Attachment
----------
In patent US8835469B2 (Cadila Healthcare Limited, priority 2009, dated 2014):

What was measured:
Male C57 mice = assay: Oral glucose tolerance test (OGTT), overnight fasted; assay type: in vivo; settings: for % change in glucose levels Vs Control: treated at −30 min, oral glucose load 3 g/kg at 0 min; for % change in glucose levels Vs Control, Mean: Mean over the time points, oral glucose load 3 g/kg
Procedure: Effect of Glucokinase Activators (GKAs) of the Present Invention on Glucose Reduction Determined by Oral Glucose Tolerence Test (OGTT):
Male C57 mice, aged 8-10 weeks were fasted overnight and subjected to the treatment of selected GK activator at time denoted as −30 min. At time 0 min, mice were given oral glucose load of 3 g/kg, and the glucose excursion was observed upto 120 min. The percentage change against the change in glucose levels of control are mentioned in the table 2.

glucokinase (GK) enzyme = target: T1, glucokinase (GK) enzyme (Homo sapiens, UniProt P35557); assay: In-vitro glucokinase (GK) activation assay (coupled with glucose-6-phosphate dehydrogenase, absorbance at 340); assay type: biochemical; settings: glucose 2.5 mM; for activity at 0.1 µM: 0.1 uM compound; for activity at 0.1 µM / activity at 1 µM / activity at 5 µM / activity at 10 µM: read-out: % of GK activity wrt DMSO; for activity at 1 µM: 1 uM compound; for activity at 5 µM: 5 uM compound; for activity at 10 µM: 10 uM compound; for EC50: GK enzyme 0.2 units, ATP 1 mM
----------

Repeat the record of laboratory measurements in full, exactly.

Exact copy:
In patent US8835469B2 (Cadila Healthcare Limited, priority 2009, dated 2014):

What was measured:
Male C57 mice = assay: Oral glucose tolerance test (OGTT), overnight fasted; assay type: in vivo; settings: for % change in glucose levels Vs Control: treated at −30 min, oral glucose load 3 g/kg at 0 min; for % change in glucose levels Vs Control, Mean: Mean over the time points, oral glucose load 3 g/kg
Procedure: Effect of Glucokinase Activators (GKAs) of the Present Invention on Glucose Reduction Determined by Oral Glucose Tolerence Test (OGTT):
Male C57 mice, aged 8-10 weeks were fasted overnight and subjected to the treatment of selected GK activator at time denoted as −30 min. At time 0 min, mice were given oral glucose load of 3 g/kg, and the glucose excursion was observed upto 120 min. The percentage change against the change in glucose levels of control are mentioned in the table 2.

glucokinase (GK) enzyme = target: T1, glucokinase (GK) enzyme (Homo sapiens, UniProt P35557); assay: In-vitro glucokinase (GK) activation assay (coupled with glucose-6-phosphate dehydrogenase, absorbance at 340); assay type: biochemical; settings: glucose 2.5 mM; for activity at 0.1 µM: 0.1 uM compound; for activity at 0.1 µM / activity at 1 µM / activity at 5 µM / activity at 10 µM: read-out: % of GK activity wrt DMSO; for activity at 1 µM: 1 uM compound; for activity at 5 µM: 5 uM compound; for activity at 10 µM: 10 uM compound; for EC50: GK enzyme 0.2 units, ATP 1 mM